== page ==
USC survey seeks insights into terrorism fears | UniSC | University of the Sunshine Coast, Queensland, Australia

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USC survey seeks insights into terrorism fears

A University of the Sunshine Coast study is seeking to determine what psychological factors intensify or reduce people’s fear of terrorism.

The ‘Investigating Fear of Terrorism in the Community’ study is being conducted by USC Bachelor of Psychology (Honours) student Jessica Doak under the supervision of Professor of Psychology Mary Katsikitis.

Professor Katsikitis said the recent terrorist event at a Florida nightclub was a reminder of the threat of terrorism.

“The threat is scary and makes us fearful, and some of us are fearful of this on a daily basis,” she said. “This study will contribute to a better understanding of how we can manage these fears.”

Ms Doak said her research, which was being conducted through an open online survey, was motivated in part by her own reaction to media exposure of terrorism.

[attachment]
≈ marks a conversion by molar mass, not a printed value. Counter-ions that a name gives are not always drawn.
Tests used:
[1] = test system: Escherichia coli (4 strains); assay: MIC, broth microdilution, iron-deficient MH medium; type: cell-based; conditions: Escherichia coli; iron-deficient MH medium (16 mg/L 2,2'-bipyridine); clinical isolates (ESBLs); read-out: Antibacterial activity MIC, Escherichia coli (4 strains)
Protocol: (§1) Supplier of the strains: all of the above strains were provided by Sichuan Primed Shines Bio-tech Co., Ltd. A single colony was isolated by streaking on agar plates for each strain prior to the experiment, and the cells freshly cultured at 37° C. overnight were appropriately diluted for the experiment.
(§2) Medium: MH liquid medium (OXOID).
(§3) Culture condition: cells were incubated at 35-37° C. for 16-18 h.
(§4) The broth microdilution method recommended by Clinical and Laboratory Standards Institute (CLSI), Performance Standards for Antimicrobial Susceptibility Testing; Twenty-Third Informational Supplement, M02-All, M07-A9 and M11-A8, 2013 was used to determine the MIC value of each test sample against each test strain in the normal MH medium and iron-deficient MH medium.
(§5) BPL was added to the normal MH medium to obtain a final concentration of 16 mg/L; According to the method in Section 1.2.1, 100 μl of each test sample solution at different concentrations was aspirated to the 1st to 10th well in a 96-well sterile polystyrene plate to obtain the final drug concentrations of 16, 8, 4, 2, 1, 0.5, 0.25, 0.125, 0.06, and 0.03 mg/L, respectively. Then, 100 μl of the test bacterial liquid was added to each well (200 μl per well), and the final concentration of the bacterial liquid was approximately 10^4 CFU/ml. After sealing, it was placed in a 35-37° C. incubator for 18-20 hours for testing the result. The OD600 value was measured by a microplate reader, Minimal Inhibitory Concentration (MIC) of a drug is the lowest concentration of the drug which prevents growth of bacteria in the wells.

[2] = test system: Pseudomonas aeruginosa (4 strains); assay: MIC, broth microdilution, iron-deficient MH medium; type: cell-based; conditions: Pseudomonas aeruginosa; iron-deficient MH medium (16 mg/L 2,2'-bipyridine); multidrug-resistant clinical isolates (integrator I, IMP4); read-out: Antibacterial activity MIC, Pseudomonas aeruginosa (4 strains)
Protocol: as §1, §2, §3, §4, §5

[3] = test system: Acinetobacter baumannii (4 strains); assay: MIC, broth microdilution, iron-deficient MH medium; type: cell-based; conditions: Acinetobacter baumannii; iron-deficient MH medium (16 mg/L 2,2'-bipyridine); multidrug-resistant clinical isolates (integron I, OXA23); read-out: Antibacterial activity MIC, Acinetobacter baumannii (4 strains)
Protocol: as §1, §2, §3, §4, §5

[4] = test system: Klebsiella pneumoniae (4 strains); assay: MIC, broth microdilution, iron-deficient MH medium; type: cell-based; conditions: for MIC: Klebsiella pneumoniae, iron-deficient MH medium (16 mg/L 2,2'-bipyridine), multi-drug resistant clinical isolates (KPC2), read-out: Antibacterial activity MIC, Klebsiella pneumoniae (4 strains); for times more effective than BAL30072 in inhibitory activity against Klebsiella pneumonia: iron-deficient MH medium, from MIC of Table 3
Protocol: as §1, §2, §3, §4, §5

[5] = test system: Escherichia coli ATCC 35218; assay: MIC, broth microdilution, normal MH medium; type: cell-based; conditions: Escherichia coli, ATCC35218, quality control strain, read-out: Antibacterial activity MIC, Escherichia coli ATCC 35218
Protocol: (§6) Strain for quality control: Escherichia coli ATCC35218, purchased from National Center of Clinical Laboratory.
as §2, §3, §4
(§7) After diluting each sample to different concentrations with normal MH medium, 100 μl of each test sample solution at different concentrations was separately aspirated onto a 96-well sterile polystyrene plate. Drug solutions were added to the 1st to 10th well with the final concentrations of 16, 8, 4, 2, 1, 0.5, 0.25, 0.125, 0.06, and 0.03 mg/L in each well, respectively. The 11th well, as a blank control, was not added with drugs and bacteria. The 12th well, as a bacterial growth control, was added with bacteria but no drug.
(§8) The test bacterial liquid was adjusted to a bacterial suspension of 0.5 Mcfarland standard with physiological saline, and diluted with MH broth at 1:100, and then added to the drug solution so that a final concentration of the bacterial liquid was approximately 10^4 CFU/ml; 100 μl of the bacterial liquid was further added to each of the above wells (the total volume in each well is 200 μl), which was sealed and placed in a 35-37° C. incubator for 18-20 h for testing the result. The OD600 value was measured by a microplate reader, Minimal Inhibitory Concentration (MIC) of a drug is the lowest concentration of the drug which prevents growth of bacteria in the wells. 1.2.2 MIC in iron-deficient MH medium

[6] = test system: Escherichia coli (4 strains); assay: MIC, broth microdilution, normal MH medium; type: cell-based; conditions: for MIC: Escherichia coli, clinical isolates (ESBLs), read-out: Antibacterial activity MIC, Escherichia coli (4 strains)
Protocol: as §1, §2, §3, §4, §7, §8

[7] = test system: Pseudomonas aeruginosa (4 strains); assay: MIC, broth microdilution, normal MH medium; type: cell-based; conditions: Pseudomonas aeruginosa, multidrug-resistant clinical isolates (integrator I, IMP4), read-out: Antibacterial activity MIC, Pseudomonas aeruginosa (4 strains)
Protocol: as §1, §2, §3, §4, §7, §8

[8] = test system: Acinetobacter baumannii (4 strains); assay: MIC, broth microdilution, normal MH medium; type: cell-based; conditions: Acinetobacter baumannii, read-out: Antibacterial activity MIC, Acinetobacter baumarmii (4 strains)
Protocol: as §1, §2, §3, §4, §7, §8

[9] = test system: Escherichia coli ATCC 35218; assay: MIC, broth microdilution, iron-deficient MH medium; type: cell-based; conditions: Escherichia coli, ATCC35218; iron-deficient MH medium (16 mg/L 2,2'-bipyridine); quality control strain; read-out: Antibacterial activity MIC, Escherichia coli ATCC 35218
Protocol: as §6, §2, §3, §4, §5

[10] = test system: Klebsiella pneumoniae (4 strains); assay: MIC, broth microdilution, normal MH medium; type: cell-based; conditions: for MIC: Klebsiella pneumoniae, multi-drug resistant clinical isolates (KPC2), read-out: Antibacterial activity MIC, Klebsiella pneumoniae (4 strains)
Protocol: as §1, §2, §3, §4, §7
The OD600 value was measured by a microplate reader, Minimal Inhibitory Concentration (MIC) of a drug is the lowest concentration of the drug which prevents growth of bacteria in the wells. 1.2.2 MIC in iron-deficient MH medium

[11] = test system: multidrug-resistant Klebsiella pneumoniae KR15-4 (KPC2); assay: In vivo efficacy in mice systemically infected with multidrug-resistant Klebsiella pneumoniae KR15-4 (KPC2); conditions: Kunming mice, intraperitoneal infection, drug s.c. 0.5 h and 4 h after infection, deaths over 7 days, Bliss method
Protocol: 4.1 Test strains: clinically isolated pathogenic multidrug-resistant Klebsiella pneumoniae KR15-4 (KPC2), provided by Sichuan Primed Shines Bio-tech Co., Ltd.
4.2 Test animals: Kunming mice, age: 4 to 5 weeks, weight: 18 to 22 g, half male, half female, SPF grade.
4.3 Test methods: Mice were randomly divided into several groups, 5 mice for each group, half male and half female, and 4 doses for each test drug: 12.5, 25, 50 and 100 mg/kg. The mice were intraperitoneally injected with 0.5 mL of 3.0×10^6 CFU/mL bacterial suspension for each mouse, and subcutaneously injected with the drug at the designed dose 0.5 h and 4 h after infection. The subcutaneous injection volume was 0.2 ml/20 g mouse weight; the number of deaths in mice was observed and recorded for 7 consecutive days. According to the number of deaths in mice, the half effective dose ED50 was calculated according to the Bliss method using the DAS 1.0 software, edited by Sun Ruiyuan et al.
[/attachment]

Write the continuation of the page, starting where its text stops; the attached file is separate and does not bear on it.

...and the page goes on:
“I felt as though I was seeing terrorist attacks from around the world being reported everywhere I looked – on social media, television and in newspapers – and I wondered about the impact this was having on the community,” she said.

“How we interpret fearful situations can be largely shaped by our attitudes built on past experiences and life events, without us even being consciously aware we are doing it, and it is the same with how we perceive terrorism.

“Some people may not feel threatened and some people will. This study wants to find out why that is.” 

Ms Doak said if the research could identify what attributes buffered terrorism fears, they could be incorporated into treatments to alleviate anxiety generated by terrorism.

Participants aged 18 years and over are being sought to take part in the anonymous survey, which can be accessed at

Ms Doak said the questions focussed on people’s fears of terrorism, their resilience, and their attitudes towards life events and other beliefs including death and religion.

“About 20 percent of the questions relate to religion because we want to see if belief in religion is associated with the level of terrorism fear people are feeling,” she said.

— Clare McKay

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